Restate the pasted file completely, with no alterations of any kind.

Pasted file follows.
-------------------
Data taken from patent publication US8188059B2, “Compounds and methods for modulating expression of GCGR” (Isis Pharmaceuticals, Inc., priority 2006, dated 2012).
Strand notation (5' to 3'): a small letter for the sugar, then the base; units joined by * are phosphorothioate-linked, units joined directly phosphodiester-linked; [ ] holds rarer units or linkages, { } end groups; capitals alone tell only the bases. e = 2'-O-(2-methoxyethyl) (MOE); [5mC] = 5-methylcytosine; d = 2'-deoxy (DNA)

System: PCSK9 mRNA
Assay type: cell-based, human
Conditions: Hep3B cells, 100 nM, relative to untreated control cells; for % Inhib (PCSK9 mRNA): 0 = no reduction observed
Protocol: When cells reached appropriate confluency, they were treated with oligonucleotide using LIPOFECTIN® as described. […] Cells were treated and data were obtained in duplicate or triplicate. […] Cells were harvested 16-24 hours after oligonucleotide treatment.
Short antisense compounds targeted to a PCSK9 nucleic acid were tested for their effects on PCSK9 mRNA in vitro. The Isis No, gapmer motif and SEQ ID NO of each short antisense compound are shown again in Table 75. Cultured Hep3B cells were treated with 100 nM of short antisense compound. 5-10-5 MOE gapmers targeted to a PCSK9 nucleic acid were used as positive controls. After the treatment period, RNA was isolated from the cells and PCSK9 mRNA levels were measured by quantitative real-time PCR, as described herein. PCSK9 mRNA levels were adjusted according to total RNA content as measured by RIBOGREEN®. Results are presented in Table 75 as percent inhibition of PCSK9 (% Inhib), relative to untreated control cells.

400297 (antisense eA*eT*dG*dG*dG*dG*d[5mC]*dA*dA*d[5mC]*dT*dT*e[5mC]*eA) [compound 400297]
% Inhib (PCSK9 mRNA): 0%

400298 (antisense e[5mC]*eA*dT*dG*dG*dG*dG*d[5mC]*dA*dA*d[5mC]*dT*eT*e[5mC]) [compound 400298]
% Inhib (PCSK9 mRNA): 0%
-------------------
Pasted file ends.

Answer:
Data taken from patent publication US8188059B2, “Compounds and methods for modulating expression of GCGR” (Isis Pharmaceuticals, Inc., priority 2006, dated 2012).
Strand notation (5' to 3'): a small letter for the sugar, then the base; units joined by * are phosphorothioate-linked, units joined directly phosphodiester-linked; [ ] holds rarer units or linkages, { } end groups; capitals alone tell only the bases. e = 2'-O-(2-methoxyethyl) (MOE); [5mC] = 5-methylcytosine; d = 2'-deoxy (DNA)

System: PCSK9 mRNA
Assay type: cell-based, human
Conditions: Hep3B cells, 100 nM, relative to untreated control cells; for % Inhib (PCSK9 mRNA): 0 = no reduction observed
Protocol: When cells reached appropriate confluency, they were treated with oligonucleotide using LIPOFECTIN® as described. […] Cells were treated and data were obtained in duplicate or triplicate. […] Cells were harvested 16-24 hours after oligonucleotide treatment.
Short antisense compounds targeted to a PCSK9 nucleic acid were tested for their effects on PCSK9 mRNA in vitro. The Isis No, gapmer motif and SEQ ID NO of each short antisense compound are shown again in Table 75. Cultured Hep3B cells were treated with 100 nM of short antisense compound. 5-10-5 MOE gapmers targeted to a PCSK9 nucleic acid were used as positive controls. After the treatment period, RNA was isolated from the cells and PCSK9 mRNA levels were measured by quantitative real-time PCR, as described herein. PCSK9 mRNA levels were adjusted according to total RNA content as measured by RIBOGREEN®. Results are presented in Table 75 as percent inhibition of PCSK9 (% Inhib), relative to untreated control cells.

400297 (antisense eA*eT*dG*dG*dG*dG*d[5mC]*dA*dA*d[5mC]*dT*dT*e[5mC]*eA) [compound 400297]
% Inhib (PCSK9 mRNA): 0%

400298 (antisense e[5mC]*eA*dT*dG*dG*dG*dG*d[5mC]*dA*dA*d[5mC]*dT*eT*e[5mC]) [compound 400298]
% Inhib (PCSK9 mRNA): 0%